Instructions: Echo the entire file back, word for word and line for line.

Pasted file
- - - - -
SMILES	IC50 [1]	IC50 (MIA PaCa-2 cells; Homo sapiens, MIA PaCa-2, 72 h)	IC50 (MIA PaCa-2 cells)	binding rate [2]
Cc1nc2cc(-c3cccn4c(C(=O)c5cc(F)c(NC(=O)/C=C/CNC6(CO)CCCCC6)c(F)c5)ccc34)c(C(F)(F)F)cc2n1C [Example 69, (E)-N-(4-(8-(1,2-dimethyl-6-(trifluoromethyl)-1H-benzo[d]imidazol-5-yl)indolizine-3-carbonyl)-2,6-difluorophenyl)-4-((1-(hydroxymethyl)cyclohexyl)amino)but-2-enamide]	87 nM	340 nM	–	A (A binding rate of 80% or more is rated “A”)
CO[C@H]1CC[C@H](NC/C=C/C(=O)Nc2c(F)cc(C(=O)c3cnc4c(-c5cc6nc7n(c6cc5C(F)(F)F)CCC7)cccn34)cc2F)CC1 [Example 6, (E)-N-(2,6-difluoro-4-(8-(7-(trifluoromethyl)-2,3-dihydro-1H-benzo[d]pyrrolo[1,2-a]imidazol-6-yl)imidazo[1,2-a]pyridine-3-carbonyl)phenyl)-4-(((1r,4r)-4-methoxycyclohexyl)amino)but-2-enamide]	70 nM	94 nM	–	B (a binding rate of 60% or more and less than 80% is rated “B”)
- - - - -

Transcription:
SMILES	IC50 [1]	IC50 (MIA PaCa-2 cells; Homo sapiens, MIA PaCa-2, 72 h)	IC50 (MIA PaCa-2 cells)	binding rate [2]
Cc1nc2cc(-c3cccn4c(C(=O)c5cc(F)c(NC(=O)/C=C/CNC6(CO)CCCCC6)c(F)c5)ccc34)c(C(F)(F)F)cc2n1C [Example 69, (E)-N-(4-(8-(1,2-dimethyl-6-(trifluoromethyl)-1H-benzo[d]imidazol-5-yl)indolizine-3-carbonyl)-2,6-difluorophenyl)-4-((1-(hydroxymethyl)cyclohexyl)amino)but-2-enamide]	87 nM	340 nM	–	A (A binding rate of 80% or more is rated “A”)
CO[C@H]1CC[C@H](NC/C=C/C(=O)Nc2c(F)cc(C(=O)c3cnc4c(-c5cc6nc7n(c6cc5C(F)(F)F)CCC7)cccn34)cc2F)CC1 [Example 6, (E)-N-(2,6-difluoro-4-(8-(7-(trifluoromethyl)-2,3-dihydro-1H-benzo[d]pyrrolo[1,2-a]imidazol-6-yl)imidazo[1,2-a]pyridine-3-carbonyl)phenyl)-4-(((1r,4r)-4-methoxycyclohexyl)amino)but-2-enamide]	70 nM	94 nM	–	B (a binding rate of 60% or more and less than 80% is rated “B”)